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Instructor Class Description

Time Schedule:

Joseph Hannah
GEOG 335
Seattle Campus

Geography of the Developing World

Characteristics and causes, external and internal, of Third World development and obstacles to that development. Special attention to demographic and agricultural patterns, resource development, industrialization and urbanization, drawing on specific case studies from Asia, Africa, and Latin America. Recommended: either GEOG 123 or GEOG 230. Offered: jointly with JSIS B 335.

Class description

Why are so many people in the world in abject poverty at the very time that so many have the highest standards of living humankind has ever seen? Drawing on a "Critical Development Studies" theoretical framework -- including international political economy, feminist, post-structural and post-colonial approaches -- this course examines the relationship between the discourses and practices of development. We will explore how development has been theorized and practiced over the last fifty years, and assess the impact on those places in the "Global South" subjected to development policy and planning. We will pay particular attention to the economic, geo-political and cultural relationships between places and the geographic imaginations that inform development thinking. Our objective is to rethink the meaning of development in a context of increased global interdependency and increased global inequality.

At the same time, we will explore the tension between the academic process of "critique" and the need to concretely address the issues of poverty, hunger, and inequality through action and activism.

Student learning goals

Explain different "geographical imaginaries," dominant theories of development, values, and belief systems -- many overlapping and many conflicting -- that influence perceptions of poverty and approaches to international interventions.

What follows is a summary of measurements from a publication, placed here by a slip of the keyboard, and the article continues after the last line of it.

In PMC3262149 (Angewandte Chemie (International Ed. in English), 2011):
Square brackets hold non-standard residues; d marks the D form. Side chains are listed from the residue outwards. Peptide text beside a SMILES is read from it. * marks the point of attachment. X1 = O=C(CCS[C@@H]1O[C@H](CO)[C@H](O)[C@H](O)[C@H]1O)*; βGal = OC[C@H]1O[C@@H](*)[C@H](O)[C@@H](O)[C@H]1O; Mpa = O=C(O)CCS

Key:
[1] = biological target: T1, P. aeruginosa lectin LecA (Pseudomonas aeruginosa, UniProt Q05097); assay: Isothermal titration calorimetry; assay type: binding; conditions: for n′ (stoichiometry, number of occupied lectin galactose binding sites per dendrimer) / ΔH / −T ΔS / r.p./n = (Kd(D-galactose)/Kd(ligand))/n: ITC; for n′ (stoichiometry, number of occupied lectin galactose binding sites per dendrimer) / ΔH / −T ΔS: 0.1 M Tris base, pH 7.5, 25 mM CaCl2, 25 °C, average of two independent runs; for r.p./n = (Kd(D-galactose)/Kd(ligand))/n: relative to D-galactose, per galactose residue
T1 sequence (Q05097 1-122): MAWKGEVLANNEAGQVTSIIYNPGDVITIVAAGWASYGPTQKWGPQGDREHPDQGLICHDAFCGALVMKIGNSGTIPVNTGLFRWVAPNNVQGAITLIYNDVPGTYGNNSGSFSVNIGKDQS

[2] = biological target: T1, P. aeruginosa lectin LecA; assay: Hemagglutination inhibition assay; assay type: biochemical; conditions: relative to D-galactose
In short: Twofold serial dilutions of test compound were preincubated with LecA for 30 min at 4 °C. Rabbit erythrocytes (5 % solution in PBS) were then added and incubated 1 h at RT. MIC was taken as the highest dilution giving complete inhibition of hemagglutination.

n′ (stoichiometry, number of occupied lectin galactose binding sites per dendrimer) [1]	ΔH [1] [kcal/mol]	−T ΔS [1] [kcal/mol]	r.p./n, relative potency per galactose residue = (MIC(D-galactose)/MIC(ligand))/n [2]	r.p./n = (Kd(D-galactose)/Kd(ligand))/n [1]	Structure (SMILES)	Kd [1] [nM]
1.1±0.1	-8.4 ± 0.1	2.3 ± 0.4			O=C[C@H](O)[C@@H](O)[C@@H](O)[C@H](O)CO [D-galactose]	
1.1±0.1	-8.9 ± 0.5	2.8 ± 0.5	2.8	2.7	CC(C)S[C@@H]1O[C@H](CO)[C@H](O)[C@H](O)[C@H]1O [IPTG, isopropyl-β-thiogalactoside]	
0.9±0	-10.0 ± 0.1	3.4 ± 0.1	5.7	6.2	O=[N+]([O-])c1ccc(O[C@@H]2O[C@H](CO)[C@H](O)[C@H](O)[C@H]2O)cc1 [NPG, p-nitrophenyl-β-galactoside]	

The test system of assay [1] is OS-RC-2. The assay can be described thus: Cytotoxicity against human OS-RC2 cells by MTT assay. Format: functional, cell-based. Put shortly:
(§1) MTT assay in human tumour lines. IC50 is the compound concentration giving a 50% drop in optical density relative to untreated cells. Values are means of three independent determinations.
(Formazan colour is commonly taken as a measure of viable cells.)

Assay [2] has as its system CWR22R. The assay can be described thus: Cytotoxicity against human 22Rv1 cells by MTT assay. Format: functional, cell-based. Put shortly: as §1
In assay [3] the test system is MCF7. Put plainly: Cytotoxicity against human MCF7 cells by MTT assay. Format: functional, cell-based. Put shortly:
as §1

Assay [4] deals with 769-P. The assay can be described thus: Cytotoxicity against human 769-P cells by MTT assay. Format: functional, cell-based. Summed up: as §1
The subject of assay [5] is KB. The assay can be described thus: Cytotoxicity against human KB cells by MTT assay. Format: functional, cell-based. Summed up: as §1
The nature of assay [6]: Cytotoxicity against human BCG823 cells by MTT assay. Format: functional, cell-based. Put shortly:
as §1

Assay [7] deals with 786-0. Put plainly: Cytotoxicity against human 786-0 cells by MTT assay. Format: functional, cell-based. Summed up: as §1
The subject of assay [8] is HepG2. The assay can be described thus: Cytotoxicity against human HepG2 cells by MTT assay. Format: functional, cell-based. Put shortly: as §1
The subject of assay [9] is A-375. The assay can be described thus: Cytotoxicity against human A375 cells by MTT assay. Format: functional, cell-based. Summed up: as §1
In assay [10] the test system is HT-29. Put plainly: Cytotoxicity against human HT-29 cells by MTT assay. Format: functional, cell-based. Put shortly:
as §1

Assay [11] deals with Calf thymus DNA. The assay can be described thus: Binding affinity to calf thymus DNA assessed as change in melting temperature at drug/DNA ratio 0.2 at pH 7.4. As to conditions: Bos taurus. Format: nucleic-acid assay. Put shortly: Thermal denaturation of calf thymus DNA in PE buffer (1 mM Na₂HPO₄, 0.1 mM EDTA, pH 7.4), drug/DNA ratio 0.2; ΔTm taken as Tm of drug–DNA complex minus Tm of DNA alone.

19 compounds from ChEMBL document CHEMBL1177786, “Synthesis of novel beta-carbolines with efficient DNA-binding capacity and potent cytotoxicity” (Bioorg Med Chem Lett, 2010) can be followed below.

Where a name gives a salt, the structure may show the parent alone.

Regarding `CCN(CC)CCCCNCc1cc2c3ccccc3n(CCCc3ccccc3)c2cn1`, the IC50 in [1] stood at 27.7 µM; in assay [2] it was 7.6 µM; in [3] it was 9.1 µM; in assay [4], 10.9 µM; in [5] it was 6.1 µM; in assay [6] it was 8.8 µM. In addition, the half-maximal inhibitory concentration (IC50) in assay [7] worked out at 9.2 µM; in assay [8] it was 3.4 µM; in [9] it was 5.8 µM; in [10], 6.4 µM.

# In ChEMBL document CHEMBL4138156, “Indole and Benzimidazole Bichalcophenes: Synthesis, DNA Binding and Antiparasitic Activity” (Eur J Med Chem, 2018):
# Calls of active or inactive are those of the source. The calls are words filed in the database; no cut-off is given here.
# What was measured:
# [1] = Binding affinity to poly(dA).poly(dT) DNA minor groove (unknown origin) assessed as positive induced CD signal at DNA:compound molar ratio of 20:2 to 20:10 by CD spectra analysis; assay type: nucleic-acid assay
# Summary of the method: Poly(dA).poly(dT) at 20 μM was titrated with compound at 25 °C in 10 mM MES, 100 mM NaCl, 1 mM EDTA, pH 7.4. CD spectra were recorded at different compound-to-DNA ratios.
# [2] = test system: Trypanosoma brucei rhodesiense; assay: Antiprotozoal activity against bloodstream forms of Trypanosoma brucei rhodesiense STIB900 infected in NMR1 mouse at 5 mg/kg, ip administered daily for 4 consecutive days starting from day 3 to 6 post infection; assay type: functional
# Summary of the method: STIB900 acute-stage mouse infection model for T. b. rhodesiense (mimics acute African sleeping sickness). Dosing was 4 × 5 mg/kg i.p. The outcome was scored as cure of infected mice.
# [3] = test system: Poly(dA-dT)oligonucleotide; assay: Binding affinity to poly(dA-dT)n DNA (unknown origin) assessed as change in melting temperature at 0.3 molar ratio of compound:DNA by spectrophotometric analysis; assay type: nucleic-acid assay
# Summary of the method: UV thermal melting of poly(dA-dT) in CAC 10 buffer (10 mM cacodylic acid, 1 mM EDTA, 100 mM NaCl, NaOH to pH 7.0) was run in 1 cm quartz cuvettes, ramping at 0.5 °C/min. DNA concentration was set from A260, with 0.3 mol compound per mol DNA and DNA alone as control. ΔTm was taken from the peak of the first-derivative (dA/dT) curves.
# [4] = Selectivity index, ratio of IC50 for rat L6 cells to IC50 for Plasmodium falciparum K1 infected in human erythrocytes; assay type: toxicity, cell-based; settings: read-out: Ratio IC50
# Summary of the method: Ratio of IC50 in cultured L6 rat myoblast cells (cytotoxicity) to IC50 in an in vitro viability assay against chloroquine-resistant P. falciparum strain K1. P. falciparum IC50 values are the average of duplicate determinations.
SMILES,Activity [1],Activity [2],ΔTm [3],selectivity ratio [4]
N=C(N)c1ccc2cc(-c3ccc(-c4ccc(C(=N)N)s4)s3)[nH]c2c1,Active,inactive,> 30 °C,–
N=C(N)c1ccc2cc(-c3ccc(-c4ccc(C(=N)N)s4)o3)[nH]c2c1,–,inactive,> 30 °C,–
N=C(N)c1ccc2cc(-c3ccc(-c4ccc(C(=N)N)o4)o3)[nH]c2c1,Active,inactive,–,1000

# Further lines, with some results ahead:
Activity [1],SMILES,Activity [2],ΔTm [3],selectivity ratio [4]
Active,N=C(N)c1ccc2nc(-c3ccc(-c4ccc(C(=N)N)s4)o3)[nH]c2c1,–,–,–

Describe and discuss various measurements of development and poverty used in international development, including the strengths and limitations of each.

Recognize multiple structural and political forces that both open and constrain possibilities for poverty reduction in different locations.

Articulate the tensions and arguments in the field of development studies.

Knowledgeably discuss the seemingly contradictory needs for critique and action in addressing development.

General method of instruction

Discussion of readings, films and other class materials; lecture; in-class activities; final research project.

Recommended preparation


Class assignments and grading

A LARGE portion of the final grade will be based on in-class participation. In addition, grades will be based on written assignments, exams and a final project.

The information above is intended to be helpful in choosing courses. Because the instructor may further develop his/her plans for this course, its characteristics are subject to change without notice. In most cases, the official course syllabus will be distributed on the first day of class.
Last Update by Joseph Hannah
Date: 09/22/2011